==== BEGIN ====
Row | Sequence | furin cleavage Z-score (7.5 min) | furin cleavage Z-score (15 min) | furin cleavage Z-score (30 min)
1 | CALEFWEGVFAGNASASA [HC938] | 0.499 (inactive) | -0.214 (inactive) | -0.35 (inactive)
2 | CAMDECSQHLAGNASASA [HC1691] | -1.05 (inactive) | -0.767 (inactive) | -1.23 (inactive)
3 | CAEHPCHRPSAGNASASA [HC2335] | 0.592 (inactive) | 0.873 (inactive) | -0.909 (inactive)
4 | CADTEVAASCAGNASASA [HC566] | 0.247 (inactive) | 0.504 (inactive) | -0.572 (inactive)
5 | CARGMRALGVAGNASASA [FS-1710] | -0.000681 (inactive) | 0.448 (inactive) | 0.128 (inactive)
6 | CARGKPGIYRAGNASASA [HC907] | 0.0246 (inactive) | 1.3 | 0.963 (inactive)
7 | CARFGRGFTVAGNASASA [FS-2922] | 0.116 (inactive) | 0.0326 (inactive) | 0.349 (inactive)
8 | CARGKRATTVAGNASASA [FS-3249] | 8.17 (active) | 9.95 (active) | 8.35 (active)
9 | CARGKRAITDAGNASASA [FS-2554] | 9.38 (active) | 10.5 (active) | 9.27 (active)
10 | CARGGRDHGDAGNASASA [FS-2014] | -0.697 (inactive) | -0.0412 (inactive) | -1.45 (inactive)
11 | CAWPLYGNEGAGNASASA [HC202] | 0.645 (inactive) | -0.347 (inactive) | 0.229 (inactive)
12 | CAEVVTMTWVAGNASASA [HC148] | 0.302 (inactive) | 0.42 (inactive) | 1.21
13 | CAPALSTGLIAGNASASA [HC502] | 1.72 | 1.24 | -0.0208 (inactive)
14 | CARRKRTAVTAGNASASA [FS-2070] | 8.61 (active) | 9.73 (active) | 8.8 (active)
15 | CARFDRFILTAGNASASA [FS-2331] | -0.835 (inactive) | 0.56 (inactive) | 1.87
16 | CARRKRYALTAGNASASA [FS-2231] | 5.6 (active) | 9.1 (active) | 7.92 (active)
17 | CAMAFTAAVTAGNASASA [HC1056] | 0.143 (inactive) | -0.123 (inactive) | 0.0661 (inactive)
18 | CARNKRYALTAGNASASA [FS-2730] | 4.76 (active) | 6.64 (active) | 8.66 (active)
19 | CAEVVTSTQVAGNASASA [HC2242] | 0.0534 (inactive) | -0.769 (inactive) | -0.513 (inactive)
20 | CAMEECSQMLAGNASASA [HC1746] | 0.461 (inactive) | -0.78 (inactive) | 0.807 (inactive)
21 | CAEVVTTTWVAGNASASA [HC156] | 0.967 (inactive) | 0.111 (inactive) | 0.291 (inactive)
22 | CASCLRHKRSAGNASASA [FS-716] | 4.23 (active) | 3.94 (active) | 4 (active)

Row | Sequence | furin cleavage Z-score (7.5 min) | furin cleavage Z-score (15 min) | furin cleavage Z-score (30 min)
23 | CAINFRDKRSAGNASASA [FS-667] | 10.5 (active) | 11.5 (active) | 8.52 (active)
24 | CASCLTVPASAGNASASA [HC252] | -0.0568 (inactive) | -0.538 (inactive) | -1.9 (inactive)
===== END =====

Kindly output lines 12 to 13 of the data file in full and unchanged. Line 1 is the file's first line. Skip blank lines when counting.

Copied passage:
11 | CAWPLYGNEGAGNASASA [HC202] | 0.645 (inactive) | -0.347 (inactive) | 0.229 (inactive)
12 | CAEVVTMTWVAGNASASA [HC148] | 0.302 (inactive) | 0.42 (inactive) | 1.21